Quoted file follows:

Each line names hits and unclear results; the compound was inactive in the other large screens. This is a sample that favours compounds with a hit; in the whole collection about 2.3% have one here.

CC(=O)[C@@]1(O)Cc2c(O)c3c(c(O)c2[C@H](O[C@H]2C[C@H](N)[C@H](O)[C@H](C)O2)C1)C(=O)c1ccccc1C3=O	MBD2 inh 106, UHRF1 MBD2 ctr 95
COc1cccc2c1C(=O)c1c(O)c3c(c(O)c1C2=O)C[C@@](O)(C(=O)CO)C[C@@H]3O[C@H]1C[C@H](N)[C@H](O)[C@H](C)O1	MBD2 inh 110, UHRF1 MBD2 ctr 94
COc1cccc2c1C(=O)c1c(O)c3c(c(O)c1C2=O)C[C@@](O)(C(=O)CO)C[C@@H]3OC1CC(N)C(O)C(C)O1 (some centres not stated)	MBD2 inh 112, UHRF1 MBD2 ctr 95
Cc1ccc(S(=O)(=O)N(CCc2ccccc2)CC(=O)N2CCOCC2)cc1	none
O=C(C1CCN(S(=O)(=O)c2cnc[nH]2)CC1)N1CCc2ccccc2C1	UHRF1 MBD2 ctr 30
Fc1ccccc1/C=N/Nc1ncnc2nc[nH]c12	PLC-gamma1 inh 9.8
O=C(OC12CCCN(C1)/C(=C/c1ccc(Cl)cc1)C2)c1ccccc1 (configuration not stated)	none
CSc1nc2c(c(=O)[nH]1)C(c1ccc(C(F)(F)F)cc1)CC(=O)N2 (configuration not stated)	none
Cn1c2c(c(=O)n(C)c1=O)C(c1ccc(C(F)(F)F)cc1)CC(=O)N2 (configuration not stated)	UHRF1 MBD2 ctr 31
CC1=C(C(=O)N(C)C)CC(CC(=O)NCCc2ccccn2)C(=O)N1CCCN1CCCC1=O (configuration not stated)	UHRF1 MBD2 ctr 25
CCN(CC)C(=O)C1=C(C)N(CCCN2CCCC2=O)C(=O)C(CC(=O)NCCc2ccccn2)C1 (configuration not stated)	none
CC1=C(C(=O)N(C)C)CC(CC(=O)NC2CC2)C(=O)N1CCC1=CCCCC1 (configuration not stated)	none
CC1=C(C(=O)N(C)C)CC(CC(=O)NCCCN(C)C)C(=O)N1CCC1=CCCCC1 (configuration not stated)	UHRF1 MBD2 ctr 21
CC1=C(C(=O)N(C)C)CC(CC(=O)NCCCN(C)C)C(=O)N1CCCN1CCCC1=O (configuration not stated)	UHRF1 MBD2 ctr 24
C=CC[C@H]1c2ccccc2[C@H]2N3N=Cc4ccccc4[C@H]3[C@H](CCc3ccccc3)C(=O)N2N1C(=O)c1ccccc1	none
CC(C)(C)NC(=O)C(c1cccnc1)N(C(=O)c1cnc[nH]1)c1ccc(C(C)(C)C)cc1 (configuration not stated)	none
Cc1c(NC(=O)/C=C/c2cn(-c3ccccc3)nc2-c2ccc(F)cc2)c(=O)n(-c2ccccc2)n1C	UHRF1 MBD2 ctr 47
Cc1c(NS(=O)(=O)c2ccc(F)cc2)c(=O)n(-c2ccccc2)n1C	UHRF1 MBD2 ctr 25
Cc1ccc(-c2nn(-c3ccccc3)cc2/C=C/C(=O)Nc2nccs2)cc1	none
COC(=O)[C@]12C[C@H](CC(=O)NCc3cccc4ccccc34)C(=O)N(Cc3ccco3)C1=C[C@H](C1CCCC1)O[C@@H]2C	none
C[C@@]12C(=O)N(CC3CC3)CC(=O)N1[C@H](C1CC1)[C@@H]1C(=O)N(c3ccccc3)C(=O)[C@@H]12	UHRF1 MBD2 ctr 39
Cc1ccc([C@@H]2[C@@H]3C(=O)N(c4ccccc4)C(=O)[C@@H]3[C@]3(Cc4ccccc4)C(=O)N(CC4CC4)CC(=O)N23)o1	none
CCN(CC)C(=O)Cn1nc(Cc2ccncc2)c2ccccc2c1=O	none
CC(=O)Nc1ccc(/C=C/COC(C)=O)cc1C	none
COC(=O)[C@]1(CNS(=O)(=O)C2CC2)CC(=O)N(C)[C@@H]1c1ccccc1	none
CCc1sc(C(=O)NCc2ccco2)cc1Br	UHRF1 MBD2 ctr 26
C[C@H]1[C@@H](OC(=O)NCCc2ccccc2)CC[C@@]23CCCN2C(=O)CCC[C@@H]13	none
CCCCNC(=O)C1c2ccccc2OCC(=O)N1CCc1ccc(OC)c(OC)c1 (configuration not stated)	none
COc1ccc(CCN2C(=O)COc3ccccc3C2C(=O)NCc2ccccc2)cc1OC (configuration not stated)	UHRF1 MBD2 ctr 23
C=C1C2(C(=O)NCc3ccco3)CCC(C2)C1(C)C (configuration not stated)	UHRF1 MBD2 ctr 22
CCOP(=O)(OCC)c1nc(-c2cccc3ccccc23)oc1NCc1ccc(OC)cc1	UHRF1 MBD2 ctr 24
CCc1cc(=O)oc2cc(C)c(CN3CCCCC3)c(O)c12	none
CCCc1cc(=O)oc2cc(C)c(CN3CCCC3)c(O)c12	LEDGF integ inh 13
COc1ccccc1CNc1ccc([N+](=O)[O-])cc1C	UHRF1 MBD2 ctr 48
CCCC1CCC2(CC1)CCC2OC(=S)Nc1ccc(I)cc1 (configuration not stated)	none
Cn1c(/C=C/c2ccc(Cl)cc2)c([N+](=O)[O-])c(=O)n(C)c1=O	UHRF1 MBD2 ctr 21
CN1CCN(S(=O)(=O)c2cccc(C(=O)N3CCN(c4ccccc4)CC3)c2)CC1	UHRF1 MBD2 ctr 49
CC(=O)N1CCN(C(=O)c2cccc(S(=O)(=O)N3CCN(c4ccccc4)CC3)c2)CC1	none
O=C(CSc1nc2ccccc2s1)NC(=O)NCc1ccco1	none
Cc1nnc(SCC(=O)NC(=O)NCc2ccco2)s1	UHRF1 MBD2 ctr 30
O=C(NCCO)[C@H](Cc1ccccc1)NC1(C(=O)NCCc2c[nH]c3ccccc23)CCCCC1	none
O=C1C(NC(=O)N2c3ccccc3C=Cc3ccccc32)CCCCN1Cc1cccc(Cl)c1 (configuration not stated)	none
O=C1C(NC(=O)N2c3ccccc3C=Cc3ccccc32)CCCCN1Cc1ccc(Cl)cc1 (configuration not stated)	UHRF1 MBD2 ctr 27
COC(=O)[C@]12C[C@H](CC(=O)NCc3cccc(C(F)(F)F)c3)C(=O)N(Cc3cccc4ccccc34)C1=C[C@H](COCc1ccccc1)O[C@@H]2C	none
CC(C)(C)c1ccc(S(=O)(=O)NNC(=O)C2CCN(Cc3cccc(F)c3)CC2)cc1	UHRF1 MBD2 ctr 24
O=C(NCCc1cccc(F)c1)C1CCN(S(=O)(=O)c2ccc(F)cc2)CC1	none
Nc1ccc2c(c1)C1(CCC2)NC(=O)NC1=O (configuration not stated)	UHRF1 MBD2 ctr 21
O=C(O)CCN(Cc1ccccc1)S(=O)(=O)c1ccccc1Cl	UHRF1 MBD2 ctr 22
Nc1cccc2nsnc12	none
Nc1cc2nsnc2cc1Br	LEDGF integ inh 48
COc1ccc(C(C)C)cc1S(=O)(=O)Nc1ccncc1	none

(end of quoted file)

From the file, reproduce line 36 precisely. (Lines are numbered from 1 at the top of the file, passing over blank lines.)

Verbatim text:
CCCC1CCC2(CC1)CCC2OC(=S)Nc1ccc(I)cc1 (configuration not stated)	none